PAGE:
Bikeworks: Fife charity relaunches with new owners and Fife Council help

Watch more of our videos on Shots! 
and live on Freeview channel 276
Visit Shots! now
A Fife charity which repurposes unwanted bikes from recycling centres is under new ownership.

Glenrothes-based Bikeworks faced an uncertain future last autumn after its remaining directors called time on the venture, but a story in the Fife Free Press opened the door to new owners stepping in. It has now been taken over by bike manufacturer, Route Assembly and has moved into new premises at Glenrothes Food & Business Centre with the support of Fife Council’s economic development.

The charity provides affordable bike repairs and maintenance, and offers bikes on a ‘pay what you can basis’ - its new base can also take donations of bikes.

Hide Ad
Hide Ad

Ian Byrne, owner , said: “We are thrilled with our new premises and wish to thank economic development for pulling out all the stops to make this move happen so quickly and efficiently.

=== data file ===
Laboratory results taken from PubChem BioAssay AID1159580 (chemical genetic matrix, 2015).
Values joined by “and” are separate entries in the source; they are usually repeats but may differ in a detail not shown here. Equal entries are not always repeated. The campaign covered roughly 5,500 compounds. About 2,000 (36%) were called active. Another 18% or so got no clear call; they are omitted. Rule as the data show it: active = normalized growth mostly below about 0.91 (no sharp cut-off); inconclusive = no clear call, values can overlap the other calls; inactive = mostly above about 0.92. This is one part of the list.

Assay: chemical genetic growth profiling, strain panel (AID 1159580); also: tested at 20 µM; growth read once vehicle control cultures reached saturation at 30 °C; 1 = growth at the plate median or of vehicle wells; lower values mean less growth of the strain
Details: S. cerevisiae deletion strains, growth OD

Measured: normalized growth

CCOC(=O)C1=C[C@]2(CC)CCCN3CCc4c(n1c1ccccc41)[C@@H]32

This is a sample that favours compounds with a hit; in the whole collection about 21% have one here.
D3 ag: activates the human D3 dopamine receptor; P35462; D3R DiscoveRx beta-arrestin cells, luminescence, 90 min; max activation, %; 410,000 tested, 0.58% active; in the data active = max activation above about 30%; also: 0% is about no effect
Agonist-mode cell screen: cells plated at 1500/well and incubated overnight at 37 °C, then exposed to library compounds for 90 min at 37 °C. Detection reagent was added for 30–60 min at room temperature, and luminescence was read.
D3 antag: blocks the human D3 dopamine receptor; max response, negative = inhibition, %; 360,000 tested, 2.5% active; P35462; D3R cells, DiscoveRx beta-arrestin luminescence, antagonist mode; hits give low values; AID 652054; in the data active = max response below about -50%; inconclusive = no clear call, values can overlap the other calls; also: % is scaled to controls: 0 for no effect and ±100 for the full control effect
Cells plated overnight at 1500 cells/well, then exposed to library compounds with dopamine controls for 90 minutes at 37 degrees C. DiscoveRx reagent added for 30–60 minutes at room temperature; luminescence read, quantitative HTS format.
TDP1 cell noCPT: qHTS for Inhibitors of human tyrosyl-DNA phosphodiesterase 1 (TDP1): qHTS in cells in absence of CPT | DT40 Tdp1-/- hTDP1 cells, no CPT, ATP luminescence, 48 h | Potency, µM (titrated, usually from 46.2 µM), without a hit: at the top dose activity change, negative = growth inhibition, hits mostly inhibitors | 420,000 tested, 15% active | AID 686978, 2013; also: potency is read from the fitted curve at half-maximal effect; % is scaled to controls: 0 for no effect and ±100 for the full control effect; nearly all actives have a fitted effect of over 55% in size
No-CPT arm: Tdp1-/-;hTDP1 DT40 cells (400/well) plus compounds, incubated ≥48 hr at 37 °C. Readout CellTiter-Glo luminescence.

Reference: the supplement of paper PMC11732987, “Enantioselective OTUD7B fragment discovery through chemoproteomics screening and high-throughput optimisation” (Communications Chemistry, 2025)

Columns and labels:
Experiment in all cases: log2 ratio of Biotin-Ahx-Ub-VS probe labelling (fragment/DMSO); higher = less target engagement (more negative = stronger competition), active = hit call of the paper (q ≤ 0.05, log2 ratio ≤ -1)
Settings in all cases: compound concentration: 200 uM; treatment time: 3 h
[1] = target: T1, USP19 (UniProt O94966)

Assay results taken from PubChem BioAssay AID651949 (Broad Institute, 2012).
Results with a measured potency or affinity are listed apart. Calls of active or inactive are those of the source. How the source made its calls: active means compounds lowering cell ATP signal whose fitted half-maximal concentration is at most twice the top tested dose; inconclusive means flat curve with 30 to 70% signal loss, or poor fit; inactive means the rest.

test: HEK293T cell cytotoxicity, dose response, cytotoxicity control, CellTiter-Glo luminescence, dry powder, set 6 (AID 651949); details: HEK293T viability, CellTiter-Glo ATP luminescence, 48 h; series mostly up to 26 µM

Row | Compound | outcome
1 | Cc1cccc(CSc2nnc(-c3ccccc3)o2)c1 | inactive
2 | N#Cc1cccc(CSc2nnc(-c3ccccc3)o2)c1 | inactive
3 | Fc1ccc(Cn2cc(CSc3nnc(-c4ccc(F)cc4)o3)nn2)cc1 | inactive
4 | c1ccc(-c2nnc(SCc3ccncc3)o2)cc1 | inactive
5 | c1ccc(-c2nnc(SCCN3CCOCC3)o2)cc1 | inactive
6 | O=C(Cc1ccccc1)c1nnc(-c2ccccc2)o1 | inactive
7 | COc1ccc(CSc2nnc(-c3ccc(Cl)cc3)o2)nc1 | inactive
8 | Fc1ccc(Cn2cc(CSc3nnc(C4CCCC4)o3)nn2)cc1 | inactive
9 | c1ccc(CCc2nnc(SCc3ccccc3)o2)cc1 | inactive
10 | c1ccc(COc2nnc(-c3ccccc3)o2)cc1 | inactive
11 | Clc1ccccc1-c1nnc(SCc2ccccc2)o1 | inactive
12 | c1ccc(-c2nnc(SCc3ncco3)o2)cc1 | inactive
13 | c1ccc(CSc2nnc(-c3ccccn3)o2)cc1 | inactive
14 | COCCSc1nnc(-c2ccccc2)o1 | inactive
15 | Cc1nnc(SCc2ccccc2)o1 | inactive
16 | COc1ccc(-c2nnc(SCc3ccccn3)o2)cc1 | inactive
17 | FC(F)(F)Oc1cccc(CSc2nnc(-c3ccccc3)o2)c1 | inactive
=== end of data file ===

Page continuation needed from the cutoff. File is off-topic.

Bikeworks faced closure last autumnBikeworks faced closure last autumn
Bikeworks faced closure last autumn

The space was absolutely ideal for us to adapt things into the type of workshop we needed, giving us enough room for an office too.”

Bikeworks has been running for 14 years, but faced an uncertain future a year ago as its voluntary directors as the demands of the charity, soaked up more time. An article in the Fife Free Press highlighting its closure brought Route Assembly - an eco-conscious bike manufacturer - to the table.

Mr Byrne said: “We were looking at setting up something similar to Bikeworks. When we saw what was happening, it made sense to not let it fold. This is a great opportunity and we have industry knowledge and connections to take it forward.”

Hide Ad
Hide Ad

Route Assembly is part of the circular economy, and the fact that Bikeworks repurposes bikes that are no longer wanted was a key part of its appeal.

“We don’t manufacture anything that is not fully circular - we want to know what will happen to the bikes after we make them,” said Mr Byrne. “The aim is to get as many people on bikes as possible - children need different bikes as they grow up and that is a big financial hit hit for families.

“We are very focussed on Fife but we do want to expand further and are looking at working charity and re-usable organisations in Edinburgh. Our aim is to get more bikes and find more outlets.”

Related topics: